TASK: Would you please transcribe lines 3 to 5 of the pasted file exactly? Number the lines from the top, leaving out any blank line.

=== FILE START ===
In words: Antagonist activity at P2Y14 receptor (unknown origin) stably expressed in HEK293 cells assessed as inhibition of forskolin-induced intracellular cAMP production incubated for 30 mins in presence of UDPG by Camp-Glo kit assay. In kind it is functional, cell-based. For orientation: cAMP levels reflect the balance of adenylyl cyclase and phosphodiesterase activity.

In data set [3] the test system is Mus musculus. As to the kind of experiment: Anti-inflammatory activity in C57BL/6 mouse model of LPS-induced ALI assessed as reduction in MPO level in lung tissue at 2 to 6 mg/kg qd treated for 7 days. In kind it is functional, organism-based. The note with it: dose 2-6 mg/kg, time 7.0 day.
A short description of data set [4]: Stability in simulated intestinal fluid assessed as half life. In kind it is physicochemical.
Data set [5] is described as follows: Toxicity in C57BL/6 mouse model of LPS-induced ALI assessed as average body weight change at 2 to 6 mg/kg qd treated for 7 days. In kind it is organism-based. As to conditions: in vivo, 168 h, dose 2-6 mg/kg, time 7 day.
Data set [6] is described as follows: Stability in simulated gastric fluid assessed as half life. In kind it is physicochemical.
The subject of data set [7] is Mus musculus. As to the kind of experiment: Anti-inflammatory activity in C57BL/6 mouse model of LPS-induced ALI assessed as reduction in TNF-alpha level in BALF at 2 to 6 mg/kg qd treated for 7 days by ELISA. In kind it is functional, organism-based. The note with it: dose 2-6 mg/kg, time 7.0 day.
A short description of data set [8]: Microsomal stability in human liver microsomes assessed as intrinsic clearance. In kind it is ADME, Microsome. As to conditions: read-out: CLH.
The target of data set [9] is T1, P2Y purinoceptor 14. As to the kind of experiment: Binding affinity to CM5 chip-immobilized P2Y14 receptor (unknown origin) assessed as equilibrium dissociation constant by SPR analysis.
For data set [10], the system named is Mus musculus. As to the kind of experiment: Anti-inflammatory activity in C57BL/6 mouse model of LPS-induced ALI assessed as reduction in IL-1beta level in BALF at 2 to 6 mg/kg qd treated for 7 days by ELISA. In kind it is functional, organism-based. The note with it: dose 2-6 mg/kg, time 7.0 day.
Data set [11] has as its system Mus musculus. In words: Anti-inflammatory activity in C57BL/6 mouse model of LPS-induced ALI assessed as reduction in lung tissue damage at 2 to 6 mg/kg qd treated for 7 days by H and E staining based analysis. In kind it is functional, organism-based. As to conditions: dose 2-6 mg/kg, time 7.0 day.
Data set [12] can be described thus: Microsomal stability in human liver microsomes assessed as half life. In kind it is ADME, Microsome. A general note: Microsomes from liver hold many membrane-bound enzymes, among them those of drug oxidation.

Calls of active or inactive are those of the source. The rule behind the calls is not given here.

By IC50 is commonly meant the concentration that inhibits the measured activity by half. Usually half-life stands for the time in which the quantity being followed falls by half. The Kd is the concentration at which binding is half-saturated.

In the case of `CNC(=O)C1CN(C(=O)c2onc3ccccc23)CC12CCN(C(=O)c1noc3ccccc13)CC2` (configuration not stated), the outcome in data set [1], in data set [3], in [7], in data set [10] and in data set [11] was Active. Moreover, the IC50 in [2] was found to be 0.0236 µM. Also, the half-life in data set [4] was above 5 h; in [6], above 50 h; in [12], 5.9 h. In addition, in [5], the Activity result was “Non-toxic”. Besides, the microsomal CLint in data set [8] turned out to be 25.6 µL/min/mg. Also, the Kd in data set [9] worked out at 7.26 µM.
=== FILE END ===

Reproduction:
A short description of data set [4]: Stability in simulated intestinal fluid assessed as half life. In kind it is physicochemical.
Data set [5] is described as follows: Toxicity in C57BL/6 mouse model of LPS-induced ALI assessed as average body weight change at 2 to 6 mg/kg qd treated for 7 days. In kind it is organism-based. As to conditions: in vivo, 168 h, dose 2-6 mg/kg, time 7 day.
Data set [6] is described as follows: Stability in simulated gastric fluid assessed as half life. In kind it is physicochemical.